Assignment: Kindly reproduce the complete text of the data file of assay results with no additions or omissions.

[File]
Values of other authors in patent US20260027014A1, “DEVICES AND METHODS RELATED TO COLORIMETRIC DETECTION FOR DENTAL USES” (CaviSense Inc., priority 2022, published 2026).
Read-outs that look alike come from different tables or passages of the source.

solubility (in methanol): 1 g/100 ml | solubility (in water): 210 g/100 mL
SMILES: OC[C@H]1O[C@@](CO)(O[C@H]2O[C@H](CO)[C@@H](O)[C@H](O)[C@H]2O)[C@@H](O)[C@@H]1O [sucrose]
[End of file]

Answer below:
Values of other authors in patent US20260027014A1, “DEVICES AND METHODS RELATED TO COLORIMETRIC DETECTION FOR DENTAL USES” (CaviSense Inc., priority 2022, published 2026).
Read-outs that look alike come from different tables or passages of the source.

solubility (in methanol): 1 g/100 ml | solubility (in water): 210 g/100 mL
SMILES: OC[C@H]1O[C@@](CO)(O[C@H]2O[C@H](CO)[C@@H](O)[C@H](O)[C@H]2O)[C@@H](O)[C@@H]1O [sucrose]